Asian stocks join global market rout after ECB shocks investors

nikkei fri 12/4

Asian stocks joined a global markets selloff after the European Central Bank shocked investors by failing to deliver the dramatic stimulus moves they expected.

Japan's Nikkei lost more than 2%, while China's Shanghai Composite fell 1.7%. The ASX All Ordinaries closed down 1.4%, and all other Asian markets finished Friday in the red.

The dismal day in Asia followed a rough Thursday for investors around the world. Germany's DAX and France's CAC 40 fell 3.6%. Markets in Spain lost 2.4%.

In the U.S., the Dow dropped 252 points, and the S&P 500 fell 1.4%, its worst day since late September, while the Nasdaq lost 1.7%.

On Thursday, the ECB cut interest rates to try to boost Europe's economy, but failed to take stronger stimulus measures, disappointing investors.

The ECB cut its deposit rate deeper into negative territory -- effectively charging banks more for holding money with it -- and said it would continue to buy government bonds and other assets until March 2017, six months longer than previously planned.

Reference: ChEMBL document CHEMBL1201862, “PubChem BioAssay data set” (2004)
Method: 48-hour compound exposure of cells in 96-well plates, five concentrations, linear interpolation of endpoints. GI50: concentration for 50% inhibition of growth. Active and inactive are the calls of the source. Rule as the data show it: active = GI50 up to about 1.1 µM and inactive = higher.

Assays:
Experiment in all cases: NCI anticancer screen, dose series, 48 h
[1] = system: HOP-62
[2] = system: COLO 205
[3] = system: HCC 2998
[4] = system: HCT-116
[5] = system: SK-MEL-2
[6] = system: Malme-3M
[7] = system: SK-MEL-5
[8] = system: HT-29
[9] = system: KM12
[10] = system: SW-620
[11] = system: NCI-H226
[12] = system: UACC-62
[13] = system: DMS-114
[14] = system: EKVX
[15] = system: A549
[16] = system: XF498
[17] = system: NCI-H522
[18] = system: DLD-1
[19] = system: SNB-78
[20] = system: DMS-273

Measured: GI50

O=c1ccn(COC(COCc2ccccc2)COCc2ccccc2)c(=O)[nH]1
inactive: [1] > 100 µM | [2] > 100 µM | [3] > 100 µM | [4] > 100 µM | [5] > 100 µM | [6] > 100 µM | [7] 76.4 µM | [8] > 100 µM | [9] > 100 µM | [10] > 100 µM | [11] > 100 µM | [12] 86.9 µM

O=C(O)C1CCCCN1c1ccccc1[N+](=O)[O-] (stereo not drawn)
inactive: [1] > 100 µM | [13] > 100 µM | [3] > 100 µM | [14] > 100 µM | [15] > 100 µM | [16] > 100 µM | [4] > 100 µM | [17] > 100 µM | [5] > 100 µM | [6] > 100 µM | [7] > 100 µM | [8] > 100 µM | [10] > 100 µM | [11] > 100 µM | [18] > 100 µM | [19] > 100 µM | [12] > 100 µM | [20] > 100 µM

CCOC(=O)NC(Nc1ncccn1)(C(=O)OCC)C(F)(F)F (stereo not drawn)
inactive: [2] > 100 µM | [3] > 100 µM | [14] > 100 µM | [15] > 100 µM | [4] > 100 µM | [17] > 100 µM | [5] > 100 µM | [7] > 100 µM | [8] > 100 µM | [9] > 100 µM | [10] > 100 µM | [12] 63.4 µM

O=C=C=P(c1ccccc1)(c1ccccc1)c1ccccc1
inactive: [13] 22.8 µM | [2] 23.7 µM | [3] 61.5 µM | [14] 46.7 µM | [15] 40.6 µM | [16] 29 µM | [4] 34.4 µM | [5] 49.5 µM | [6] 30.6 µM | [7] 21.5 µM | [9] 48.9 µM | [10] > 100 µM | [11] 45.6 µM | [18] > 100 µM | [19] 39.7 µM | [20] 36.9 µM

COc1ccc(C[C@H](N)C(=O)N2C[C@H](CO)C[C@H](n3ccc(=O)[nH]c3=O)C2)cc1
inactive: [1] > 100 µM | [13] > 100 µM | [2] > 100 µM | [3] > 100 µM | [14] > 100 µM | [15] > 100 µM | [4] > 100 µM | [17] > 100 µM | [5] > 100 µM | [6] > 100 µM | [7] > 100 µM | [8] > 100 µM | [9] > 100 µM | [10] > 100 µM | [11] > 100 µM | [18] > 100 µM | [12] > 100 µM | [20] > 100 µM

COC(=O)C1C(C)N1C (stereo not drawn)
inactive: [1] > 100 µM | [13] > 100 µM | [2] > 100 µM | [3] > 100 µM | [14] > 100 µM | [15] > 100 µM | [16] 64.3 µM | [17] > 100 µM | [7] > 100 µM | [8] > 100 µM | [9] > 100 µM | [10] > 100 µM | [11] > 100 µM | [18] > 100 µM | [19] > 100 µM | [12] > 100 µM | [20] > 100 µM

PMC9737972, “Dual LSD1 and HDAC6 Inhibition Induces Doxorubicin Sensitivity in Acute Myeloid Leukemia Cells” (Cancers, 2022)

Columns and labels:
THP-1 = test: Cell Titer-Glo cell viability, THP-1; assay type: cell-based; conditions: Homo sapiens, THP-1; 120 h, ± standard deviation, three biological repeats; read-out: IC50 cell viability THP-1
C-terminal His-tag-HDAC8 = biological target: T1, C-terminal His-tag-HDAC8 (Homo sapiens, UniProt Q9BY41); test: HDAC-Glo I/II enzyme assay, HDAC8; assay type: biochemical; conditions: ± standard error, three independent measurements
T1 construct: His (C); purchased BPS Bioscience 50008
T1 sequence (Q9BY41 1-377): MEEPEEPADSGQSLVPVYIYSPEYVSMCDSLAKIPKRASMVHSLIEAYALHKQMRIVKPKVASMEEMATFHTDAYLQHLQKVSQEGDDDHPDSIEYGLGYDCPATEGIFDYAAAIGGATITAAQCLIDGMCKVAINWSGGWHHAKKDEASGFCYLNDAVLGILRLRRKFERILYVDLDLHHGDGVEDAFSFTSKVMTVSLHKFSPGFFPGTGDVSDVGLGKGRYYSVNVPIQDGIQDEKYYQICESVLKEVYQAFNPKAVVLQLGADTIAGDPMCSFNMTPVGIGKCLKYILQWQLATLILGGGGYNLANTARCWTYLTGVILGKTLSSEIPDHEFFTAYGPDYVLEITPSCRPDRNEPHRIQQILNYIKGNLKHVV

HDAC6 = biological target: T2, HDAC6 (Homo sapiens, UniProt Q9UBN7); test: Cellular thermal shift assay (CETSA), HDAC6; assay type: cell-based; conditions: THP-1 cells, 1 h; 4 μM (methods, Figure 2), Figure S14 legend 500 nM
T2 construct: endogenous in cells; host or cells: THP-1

But it said those purchases would continue at a rate of 60 billion euros ($65 billion). Investors were surprised, as they had been expecting the ECB to announce an increase of at least 10 billion euros a month.

Related: ECB cuts interest rate but disappoints on stimulus

There's still plenty ahead to keep investors on their toes.

On Friday, the main event will likely be the jobs report, which is one of the final big pieces of economic news the Federal Reserve will get before making what could be a historic decision on interest rates. The Fed has signaled it is likely to raise interest rates later this month for the first time in nearly a decade.

Markets are also keeping a close eye on Vienna. That's where OPEC members are meeting on whether to cut output amid the crash in oil prices. But the oil cartel, led by Saudi Arabia, is widely expected to keep production steady in an effort to crowd out higher-cost producers.

--Mark Thompson and Matt Egan contributed to this report

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